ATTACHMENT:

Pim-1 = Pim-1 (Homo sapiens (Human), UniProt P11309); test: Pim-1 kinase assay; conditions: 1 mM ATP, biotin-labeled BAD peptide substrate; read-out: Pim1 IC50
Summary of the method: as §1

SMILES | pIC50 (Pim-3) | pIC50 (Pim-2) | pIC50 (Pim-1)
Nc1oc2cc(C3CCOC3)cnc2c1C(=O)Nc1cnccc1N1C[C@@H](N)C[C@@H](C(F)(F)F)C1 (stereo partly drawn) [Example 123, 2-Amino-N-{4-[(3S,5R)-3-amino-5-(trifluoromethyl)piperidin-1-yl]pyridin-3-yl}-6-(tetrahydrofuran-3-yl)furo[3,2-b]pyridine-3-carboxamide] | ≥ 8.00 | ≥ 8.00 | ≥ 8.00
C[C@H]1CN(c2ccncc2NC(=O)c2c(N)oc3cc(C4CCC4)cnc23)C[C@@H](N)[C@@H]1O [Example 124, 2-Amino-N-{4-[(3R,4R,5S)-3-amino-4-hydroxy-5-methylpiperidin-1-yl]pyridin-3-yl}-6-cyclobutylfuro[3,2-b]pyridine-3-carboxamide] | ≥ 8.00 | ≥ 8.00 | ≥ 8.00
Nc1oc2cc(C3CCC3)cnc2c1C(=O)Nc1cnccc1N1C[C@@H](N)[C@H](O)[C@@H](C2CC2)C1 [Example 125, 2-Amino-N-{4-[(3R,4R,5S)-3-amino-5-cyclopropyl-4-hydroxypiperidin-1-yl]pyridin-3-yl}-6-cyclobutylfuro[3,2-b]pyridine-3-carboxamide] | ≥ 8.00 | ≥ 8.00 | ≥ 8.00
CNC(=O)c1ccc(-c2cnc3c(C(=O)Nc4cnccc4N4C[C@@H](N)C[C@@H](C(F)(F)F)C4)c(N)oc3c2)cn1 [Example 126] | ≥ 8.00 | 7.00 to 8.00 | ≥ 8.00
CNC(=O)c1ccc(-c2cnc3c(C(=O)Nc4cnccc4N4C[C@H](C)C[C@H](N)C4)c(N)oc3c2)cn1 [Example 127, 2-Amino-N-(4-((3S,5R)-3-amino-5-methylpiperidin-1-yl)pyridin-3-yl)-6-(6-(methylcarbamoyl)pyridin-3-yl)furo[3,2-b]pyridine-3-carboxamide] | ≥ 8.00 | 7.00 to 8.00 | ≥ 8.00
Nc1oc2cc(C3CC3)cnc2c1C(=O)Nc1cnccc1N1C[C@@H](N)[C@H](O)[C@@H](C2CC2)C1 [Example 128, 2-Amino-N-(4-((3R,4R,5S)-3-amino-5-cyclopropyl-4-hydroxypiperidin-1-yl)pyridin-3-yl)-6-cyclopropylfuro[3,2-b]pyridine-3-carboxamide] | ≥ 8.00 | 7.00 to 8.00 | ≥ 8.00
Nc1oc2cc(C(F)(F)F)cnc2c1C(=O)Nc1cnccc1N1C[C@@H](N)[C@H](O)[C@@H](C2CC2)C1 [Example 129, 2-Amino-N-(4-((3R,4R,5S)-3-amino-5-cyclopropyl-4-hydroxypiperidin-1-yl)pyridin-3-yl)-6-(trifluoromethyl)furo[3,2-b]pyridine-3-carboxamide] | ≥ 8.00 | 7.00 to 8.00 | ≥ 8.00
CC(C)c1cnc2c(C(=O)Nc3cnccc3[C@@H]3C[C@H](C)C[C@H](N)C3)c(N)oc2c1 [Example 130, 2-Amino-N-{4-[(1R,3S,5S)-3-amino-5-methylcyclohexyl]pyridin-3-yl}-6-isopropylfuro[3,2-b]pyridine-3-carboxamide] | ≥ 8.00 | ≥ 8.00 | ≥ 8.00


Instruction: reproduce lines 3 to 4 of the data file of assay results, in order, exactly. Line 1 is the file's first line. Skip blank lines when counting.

SMILES | pIC50 (Pim-3) | pIC50 (Pim-2) | pIC50 (Pim-1)
Nc1oc2cc(C3CCOC3)cnc2c1C(=O)Nc1cnccc1N1C[C@@H](N)C[C@@H](C(F)(F)F)C1 (stereo partly drawn) [Example 123, 2-Amino-N-{4-[(3S,5R)-3-amino-5-(trifluoromethyl)piperidin-1-yl]pyridin-3-yl}-6-(tetrahydrofuran-3-yl)furo[3,2-b]pyridine-3-carboxamide] | ≥ 8.00 | ≥ 8.00 | ≥ 8.00